On regular weeks Minttu would go through the subjects of language, mathematics, science, ethics, and physical education, but for this special week on multiculturalism she shared about the United States with her students, who then did handicrafts of American flags and magnet woodwork of the iconic yellow taxicabs. Beyond the classroom-based engagements the students take classes in arts and craft, music, as well as carpentry and textiles. Minttu was particularly enthusiastic when she showed me the carpentry room, where students use saws and metal tools to carve wooden robots, stationery holders, and other paraphernalia.
Communicating with the young schoolchildren was challenging. They had only been learning English for a few months, and my Finnish extended no further than mitä kuuluu (how are you?) and minä olen Jin Yao ja singaporelainen (I am Jin Yao, and a Singaporean). On the second day while translating their Finnish names into Chinese characters my questions to the children about their experiences in the school were often greeted with a simple hyvä (good).
When I delivered my presentation to a few classes the teachers had to translate phrases and questions. After telling them about my city-state – Singapore on pieni maa, Suomi on iso maa (Singapore is a small country, Finland is a big country) – the students were fascinated by the ubiquitous high-rise buildings (compared to the apartments in Helsinki and Vantaa, where there is an adequate supply of land), even if there were initially a little shy and reticent. As one would be, when a strange Singaporean makes a rare appearance. Our assortment of hawker food and the Singapore Grand Prix around the Marina Bay circuit were popular topics.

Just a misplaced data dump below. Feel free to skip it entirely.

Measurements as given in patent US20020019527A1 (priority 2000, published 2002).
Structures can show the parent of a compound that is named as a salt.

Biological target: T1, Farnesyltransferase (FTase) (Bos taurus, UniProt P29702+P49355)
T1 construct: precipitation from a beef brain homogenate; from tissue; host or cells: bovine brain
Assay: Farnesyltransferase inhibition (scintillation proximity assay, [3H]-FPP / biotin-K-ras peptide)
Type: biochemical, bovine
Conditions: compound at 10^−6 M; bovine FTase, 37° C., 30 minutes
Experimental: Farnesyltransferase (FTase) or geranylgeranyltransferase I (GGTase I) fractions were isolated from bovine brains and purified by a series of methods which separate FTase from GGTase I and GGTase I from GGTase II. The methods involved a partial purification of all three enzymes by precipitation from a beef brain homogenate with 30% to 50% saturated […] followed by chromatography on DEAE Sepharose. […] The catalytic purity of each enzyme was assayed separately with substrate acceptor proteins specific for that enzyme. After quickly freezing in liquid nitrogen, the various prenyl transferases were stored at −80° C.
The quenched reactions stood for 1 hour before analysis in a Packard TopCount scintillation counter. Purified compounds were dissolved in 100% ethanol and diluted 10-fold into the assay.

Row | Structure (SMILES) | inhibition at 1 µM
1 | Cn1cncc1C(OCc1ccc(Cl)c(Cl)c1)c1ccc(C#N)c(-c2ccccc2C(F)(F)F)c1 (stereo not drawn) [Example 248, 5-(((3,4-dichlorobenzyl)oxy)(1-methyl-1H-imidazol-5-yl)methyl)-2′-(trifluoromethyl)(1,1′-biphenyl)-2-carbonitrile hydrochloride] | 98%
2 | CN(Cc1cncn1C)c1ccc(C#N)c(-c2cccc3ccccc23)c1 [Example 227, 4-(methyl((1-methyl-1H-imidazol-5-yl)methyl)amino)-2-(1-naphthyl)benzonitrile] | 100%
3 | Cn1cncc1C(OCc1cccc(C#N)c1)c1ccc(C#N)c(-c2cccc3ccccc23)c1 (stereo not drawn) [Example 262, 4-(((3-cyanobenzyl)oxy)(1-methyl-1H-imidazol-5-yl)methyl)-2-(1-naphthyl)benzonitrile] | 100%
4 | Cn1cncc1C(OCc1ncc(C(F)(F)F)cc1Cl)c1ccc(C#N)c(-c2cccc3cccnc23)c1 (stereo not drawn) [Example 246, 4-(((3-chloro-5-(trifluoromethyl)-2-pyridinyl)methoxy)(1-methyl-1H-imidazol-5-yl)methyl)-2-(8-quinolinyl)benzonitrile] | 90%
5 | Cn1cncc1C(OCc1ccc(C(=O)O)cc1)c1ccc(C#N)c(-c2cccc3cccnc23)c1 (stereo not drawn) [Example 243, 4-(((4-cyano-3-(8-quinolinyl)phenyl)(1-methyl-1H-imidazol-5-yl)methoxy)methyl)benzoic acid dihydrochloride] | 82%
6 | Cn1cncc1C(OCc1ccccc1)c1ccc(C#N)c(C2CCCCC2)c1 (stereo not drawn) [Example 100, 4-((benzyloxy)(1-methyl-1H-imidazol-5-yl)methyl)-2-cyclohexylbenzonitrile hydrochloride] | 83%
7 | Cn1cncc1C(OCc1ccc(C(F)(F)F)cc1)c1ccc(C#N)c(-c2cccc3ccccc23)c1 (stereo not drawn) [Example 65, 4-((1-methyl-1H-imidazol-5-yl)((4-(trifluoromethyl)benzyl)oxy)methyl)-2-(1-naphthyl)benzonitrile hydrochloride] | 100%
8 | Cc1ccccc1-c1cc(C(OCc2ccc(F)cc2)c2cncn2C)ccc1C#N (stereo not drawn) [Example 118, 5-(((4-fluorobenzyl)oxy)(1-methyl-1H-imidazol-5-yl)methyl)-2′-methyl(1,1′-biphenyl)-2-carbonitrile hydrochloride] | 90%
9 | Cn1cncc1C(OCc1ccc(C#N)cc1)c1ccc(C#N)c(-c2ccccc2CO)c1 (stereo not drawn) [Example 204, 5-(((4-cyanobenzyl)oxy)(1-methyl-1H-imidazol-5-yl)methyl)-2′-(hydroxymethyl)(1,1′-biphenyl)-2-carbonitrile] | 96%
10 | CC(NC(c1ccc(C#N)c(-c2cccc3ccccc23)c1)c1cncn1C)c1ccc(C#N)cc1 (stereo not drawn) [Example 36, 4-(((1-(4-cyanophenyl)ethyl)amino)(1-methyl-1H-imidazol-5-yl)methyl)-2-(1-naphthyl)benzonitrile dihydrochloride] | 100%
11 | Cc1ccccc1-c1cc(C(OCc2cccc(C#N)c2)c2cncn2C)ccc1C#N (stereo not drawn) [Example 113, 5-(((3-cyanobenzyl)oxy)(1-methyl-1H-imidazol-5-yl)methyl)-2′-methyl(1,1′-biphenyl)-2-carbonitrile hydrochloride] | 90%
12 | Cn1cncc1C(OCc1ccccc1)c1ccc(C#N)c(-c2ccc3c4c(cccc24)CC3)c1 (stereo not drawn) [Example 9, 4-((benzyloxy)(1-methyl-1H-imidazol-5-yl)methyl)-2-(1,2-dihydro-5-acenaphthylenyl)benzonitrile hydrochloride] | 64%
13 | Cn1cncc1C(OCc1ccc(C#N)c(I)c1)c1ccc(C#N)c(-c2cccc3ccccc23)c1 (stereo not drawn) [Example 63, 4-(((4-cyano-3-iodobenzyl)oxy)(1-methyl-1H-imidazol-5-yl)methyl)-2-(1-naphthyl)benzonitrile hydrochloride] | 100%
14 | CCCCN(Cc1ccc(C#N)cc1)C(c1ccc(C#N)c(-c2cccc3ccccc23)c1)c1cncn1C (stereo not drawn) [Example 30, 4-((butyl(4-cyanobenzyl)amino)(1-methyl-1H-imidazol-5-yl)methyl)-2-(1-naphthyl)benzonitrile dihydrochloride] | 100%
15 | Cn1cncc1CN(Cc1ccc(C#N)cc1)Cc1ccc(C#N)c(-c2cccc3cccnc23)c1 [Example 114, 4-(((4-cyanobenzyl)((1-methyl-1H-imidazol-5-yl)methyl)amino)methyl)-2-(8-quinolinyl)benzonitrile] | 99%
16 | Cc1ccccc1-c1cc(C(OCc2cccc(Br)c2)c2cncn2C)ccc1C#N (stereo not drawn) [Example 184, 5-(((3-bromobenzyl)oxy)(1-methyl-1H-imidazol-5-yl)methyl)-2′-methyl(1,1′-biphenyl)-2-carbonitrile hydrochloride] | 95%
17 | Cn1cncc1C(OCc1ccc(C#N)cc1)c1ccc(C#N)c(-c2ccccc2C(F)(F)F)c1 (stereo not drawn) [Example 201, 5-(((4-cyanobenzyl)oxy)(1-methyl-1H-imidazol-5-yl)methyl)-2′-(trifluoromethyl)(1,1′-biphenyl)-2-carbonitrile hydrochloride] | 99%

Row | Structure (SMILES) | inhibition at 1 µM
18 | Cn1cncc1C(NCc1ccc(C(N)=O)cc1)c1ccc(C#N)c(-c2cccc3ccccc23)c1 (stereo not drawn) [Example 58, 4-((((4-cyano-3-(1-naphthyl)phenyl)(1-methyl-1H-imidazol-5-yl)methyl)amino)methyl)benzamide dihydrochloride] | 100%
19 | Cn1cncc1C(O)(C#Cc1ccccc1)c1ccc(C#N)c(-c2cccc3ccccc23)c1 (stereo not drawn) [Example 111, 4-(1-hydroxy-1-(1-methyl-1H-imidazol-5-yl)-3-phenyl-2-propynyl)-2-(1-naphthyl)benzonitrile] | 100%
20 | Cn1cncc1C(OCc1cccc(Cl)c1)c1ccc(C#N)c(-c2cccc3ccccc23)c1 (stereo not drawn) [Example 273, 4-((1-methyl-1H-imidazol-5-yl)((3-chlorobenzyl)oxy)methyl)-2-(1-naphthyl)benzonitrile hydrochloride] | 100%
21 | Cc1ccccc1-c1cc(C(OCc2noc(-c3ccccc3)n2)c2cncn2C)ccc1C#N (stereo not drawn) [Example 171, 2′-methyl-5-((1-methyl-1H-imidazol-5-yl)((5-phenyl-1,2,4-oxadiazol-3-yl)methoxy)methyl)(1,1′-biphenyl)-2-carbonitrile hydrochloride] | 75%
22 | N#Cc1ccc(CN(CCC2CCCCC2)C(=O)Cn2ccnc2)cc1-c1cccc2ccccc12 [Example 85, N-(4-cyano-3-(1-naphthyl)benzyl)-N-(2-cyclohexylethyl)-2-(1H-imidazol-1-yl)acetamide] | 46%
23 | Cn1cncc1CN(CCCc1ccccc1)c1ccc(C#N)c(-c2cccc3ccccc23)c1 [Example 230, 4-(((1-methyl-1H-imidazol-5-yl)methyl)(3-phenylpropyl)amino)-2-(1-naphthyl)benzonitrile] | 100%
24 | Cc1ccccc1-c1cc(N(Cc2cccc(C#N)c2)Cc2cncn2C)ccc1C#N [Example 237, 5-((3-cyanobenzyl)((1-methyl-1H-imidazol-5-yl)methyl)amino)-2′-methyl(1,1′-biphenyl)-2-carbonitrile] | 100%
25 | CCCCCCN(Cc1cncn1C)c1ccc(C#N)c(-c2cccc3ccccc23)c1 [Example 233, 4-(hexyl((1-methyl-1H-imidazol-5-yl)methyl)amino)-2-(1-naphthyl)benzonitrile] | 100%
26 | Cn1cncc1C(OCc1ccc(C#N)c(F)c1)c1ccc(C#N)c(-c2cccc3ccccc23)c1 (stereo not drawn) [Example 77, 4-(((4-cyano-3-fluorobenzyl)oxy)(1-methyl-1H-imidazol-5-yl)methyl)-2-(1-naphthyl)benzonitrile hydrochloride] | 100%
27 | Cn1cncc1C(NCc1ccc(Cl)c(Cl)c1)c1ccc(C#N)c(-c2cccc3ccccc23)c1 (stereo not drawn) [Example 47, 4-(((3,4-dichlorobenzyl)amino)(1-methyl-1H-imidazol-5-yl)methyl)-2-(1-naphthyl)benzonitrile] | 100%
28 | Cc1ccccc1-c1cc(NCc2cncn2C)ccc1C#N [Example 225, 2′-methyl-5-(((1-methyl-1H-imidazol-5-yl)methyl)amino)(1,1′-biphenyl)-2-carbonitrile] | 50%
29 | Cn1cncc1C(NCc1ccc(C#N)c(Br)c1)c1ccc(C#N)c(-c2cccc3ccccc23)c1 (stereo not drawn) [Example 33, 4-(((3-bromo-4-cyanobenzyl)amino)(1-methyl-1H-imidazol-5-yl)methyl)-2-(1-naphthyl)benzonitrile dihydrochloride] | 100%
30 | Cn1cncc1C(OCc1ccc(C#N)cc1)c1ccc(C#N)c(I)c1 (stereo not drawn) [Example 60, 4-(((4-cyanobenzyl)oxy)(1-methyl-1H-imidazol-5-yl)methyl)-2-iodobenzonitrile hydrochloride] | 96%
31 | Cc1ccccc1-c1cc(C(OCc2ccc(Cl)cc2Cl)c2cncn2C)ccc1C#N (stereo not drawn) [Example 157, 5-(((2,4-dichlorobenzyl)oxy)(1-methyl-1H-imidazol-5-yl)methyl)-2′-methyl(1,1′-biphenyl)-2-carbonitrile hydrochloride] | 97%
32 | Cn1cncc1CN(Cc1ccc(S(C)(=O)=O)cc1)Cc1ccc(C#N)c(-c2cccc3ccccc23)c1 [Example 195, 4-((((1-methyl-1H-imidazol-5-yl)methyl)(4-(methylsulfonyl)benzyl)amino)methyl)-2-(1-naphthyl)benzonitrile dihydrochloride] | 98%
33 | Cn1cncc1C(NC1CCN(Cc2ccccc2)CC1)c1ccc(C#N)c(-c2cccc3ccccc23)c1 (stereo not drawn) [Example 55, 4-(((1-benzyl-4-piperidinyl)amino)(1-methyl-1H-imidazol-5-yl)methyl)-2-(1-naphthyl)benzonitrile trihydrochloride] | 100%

There were little cases of misbehaviour and conflicts between some students after a long week, but the teachers handled them brilliantly. Heidi shared the behaviour passports she had for her class, and how three consecutive weeks of good behaviour earned the students an hour of free reading, time at the computer, or to plan a period of lesson for their peers. And if the class performed well collectively they could decide how to spend a period together, such as watching a movie or having some meaningful free-time.
A Bird’s Eye View
Two days is a short time, and even though my observations differed little from what I had read and understood I went away honoured and impressed. Honoured that I had been offered a first-hand glimpse into the system, and impressed by the dedication and proficiency of the educators. On my bus ride to the school on the first day I was worried that I might impose upon them unnecessarily, yet I was warmly welcomed to the classes.
My anecdotes will add little to the already-extensive discourse on Finland’s education system, and I understood that from the get-go. At the very least, on a personal note, the two days were a simple affirmation of the universal value of great teachers and great teaching, and how the Finnish education system brought the best out of teachers and their students.
Kiitos, Kivistön koulu. Thank you for having me.
Check out The Finland Chapter, from start to finnish.